The Decentralized Finance (DeFi) options market has had limited growth because of a long-standing chicken and egg problem: volume both requires and begets liquidity.
Options are particularly challenging from a liquidity standpoint because they are the most complex financial primitive. By comparison, perpetual futures and other delta one derivatives are orders of magnitude simpler.
Bringing liquidity to the DeFi options market will grow the entire DeFi derivatives ecosystem as retail traders and institutions alike begin to trade options as a way to speculate and hedge their risk. There is an infinite combination of financial products that can be built with a robust options base layer.
This is precisely why Initialized funded Synquote, a decentralized options trading platform. We’re proud to announce we were the lead investor of their most recent capital raise with participation from Coinbase Ventures, Polygon, Alliance DAO, CMT Digital, and Ryan Selkis of Messari.
Why There’s a Liquidity Problem in DeFi Options
Each year billions of options contracts exchange hands making options trading a critical component of the traditional finance ecosystem. In decentralized finance, options are a small, but growing piece of the ecosystem.
To date, no protocol has been able to achieve deep liquidity and fair prices for on-chain options traders. This is because options have a high cardinality of instruments. For BTC there is the BTC-USD perpetual. For options, there are multiple expiry dates. Each expiry date has a number of strike prices, and options can be calls or puts.
This multiplicative effect makes it much harder to have liquidity for instruments that may be required by one of the many combinations of options strategies that can be run to generate a particular payoff profile.
But the diversity in options is exactly what makes them an irreplaceable financial instrument. No derivative is as expressive as options, almost any payoff profile you desire can be made a reality.
The zero-to-one moment for Synquote
When we met Ahmed Attia in June 2021, we were immediately struck by his depth of thinking about the decentralized options market paired with his deep technical skills in the smart contract stack. In working with him over the last year, he’s proven he can take that understanding, identify user needs and ship a lot of code.
Ahmed first entered the decentralized exchange space in 2017 as an undergrad at Stanford.
He started out as a trader on exchanges including IDEX, which grew to become one of the largest applications on Ethereum’s network. After using the platform, he reached out and joined as one of the first engineers during a period of rapid growth. After IDEX, he spent a couple of years at Google working on software-defined networking.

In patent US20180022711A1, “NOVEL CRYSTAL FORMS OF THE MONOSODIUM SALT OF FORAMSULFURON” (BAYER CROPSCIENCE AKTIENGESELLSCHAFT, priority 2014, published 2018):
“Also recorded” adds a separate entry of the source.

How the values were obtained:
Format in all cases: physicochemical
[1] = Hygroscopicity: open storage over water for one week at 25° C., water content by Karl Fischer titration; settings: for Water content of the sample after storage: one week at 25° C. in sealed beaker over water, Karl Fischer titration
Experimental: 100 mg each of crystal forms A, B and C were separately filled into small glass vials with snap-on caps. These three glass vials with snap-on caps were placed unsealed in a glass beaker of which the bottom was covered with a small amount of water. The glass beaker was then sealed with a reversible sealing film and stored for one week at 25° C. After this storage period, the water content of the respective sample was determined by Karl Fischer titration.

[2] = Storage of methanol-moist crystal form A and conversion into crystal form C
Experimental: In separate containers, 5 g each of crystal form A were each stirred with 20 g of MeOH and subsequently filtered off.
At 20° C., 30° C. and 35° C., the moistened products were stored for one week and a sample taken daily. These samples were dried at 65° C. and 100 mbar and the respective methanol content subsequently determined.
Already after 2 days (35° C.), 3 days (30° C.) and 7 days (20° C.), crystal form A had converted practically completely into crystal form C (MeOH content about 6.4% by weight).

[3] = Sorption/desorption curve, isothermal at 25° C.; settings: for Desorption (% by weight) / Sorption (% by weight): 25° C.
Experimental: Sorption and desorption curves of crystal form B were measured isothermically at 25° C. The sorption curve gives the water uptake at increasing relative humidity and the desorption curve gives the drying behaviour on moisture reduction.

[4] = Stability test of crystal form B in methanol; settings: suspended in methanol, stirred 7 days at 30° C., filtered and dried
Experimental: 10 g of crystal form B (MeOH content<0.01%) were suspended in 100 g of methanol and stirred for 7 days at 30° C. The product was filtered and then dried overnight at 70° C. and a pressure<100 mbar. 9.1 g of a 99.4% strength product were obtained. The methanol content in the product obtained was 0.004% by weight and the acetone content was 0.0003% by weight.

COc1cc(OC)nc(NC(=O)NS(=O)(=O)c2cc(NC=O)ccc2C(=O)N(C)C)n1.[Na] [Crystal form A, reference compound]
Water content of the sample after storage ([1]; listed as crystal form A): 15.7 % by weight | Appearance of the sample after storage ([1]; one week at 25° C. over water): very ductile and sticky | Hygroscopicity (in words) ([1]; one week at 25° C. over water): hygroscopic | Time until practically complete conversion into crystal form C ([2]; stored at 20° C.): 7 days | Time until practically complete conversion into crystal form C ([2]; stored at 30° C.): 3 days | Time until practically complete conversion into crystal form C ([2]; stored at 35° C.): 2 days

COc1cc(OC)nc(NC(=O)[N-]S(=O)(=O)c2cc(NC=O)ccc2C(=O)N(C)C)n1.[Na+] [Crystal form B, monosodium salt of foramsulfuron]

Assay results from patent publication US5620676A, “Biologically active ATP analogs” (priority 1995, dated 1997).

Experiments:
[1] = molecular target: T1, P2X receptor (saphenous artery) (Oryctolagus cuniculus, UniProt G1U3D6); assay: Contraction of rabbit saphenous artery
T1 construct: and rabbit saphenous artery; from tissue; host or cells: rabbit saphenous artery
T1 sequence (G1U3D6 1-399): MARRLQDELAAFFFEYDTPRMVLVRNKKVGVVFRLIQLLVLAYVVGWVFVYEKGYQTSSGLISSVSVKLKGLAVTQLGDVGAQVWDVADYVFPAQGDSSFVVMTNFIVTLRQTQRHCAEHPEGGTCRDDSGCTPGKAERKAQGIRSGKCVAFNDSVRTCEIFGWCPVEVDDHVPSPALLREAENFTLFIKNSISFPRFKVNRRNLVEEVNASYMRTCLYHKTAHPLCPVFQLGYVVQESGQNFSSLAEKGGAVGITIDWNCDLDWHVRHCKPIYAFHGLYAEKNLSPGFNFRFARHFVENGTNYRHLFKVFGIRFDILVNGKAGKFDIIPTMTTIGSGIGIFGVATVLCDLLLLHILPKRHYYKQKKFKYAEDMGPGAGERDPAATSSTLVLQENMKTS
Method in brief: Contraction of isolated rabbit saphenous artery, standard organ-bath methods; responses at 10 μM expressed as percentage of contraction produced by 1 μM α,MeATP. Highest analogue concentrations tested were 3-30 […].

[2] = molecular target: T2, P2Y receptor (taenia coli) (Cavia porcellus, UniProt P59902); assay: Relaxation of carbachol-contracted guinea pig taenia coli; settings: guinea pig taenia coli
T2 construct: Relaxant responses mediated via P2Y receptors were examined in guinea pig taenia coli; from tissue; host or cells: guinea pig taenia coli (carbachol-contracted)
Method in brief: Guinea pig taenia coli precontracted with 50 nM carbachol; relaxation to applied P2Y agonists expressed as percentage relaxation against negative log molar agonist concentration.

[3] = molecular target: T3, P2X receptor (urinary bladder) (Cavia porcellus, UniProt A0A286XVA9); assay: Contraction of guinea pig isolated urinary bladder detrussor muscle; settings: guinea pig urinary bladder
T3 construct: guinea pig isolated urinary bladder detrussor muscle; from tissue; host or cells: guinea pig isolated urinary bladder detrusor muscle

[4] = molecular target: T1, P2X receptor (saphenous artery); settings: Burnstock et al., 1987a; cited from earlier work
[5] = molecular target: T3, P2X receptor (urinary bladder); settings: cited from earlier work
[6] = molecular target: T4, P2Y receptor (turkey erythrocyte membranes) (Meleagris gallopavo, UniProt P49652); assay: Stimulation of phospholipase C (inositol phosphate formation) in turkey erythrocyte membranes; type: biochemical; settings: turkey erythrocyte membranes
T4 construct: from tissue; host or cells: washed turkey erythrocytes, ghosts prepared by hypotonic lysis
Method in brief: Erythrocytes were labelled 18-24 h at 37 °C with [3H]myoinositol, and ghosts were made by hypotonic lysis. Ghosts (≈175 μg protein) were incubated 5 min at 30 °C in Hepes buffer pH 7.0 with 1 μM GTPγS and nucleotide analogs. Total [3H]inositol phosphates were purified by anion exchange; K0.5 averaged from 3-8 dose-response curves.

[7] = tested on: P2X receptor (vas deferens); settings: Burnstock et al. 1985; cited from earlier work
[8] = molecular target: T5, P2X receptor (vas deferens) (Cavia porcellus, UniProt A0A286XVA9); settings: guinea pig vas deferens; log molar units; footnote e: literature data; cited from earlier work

While at Google, he discovered a massive gap in the market while watching the DeFi derivatives space. None of the DeFi options platforms had enough liquidity, and they often had unfair prices for traders and unsustainable models for liquidity providers.
Existing approaches using AMMs (emulating their use in spot markets like Uniswap) ran into issues managing risk in an often one-sided market, and could not compete with quant traders in pricing options on centralized exchanges.
After experimenting with different approaches, Ahmed found that RFQ, or request for quote, could bring significant improvements to the DeFi options space by hitting a sweet spot of usability for retail users and ease of providing liquidity for market makers. RFQ is traditionally used to trade illiquid markets such as fixed income, exchange-traded funds (ETFs), and now crypto options.
Six months after our initial meeting, Ahmed followed up to tell us he had built out the entire Synquote platform by himself. The end-to-end customer experience he showed us was impressive.
Users can go to the Synquote app, connect their wallets, and trade crypto options in just two clicks. The first click is to request a quote, and the second click is to submit the trade. If you’ve ever used the Robinhood interface for options trading, Synquote’s is just as easy to navigate.
An important note: as with most DeFi derivatives platforms, Synquote does not currently support users in the US.
In order for the DeFi options market to grow, users need an easily accessible platform, and they need liquidity. Synquote is solving both problems with its innovative use of RFQ and a two-click interface that makes onboarding seamless for first-time options traders.
I believe Synquote is on track to become the most liquid options protocol in DeFi. The team has already proven they can quickly build out and ship their options offering. I expect the platform to improve by the day and am excited to see how Synquote will continue to close the gap in the DeFi options market.